Pet Cruelty and Neglect


Overview

Animal cruelty is defined as any intentional or repeated behavior that inflicts physical or psychological distress in animals, including, but not limited to, causing unnecessary pain, suffering, distress or death. It can often be difficult to understand how widespread pet cruelty and neglect can be because, unlike violent crimes against people, situations of pet abuse are not compiled by state agencies, and many states’ statute or definition of pet animal care is minimal or not well enforced.

Pet cruelty and neglect can be a broad category. It can include an individual inflicting intentional pain on an animal, hoarding behavior, organized cruelty like dogfighting, and more. Our organization focuses on how we can update inadequate state laws to increase a pet’s protection and require more severe or appropriate penalties, or how to create a better method of enforcement for laws that are adequate but not enforced.

Updating Inadequate Laws in the Midwest

There are animal cruelty laws in all 50 states that include some level of a felony provision or the most severe type of legal punishment. But many are outdated or require updating to be better. For example, Iowa is the only state in the country without a felony penalty for animal torture on the first offense. Or in Missouri, animal abuse is considered a misdemeanor, or the lowest type of legal punishment, unless the animal’s suffering is the result of torture or mutilation, or the defendant has previously been found guilty of animal abuse. Missouri is another good example of having an adequate law but little enforcement.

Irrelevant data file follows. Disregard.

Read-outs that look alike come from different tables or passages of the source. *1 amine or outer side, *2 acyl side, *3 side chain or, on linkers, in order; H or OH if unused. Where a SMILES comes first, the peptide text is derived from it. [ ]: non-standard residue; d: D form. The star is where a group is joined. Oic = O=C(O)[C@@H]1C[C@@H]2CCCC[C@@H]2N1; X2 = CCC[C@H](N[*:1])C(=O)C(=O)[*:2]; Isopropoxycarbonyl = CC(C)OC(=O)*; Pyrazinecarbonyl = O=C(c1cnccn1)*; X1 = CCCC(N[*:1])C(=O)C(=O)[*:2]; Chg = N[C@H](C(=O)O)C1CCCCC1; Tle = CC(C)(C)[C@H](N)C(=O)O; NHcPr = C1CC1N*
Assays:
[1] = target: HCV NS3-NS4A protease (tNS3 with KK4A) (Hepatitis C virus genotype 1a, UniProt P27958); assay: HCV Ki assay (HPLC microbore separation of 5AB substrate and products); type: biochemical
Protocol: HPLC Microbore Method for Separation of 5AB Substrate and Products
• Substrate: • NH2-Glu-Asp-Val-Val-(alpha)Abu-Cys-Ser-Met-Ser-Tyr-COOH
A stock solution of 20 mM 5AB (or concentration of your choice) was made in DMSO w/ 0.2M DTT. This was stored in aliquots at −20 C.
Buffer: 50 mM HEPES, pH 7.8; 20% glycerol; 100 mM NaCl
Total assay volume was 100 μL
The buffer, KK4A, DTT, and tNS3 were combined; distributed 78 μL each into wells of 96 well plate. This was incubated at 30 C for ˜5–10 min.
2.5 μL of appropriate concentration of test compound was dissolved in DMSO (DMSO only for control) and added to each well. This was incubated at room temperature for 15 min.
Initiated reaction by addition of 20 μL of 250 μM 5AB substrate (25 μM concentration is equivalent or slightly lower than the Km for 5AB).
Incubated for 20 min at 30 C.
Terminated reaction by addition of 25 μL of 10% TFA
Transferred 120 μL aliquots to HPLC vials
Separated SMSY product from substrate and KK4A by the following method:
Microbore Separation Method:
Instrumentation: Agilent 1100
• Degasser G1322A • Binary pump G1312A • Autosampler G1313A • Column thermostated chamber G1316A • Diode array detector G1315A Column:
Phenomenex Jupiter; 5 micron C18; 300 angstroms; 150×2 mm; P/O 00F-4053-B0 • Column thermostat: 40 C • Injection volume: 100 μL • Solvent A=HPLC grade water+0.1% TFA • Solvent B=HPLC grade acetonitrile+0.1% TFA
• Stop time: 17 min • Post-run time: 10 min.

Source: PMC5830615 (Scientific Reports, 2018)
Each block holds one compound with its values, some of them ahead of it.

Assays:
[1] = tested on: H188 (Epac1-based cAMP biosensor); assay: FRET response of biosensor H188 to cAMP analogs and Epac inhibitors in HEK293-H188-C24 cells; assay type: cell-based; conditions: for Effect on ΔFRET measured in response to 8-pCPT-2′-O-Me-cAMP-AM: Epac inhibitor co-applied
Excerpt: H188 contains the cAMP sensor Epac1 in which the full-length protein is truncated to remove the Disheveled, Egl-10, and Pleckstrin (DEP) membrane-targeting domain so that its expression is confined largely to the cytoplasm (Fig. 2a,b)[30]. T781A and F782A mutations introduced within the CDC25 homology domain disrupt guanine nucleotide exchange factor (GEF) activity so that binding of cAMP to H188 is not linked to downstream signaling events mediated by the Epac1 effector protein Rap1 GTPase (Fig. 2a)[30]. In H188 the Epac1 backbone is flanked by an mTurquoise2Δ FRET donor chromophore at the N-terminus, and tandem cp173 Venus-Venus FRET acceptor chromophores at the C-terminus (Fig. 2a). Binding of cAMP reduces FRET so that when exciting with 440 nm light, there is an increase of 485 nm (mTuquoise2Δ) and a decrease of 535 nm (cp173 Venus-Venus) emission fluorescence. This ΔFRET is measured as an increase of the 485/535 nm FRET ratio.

In 2010, the Canine Cruelty Prevention Act was passed to help stop puppy mills in the state. Despite having a decent law to strictly regulate commercial dog breeders and hold accountable those operating as a puppy mill, Missouri continues to be the number one state in the country for the volume of puppy mills because of the lack of enforcement of the law. It would require action on behalf of the Missouri legislature to investigate how the agency responsible for overseeing and inspecting dog breeding facilities in the state could be doing better, like increasing the number of inspectors, their budget, etc.

Pet animals can be better protected through updated legislation and enforcement of the law.

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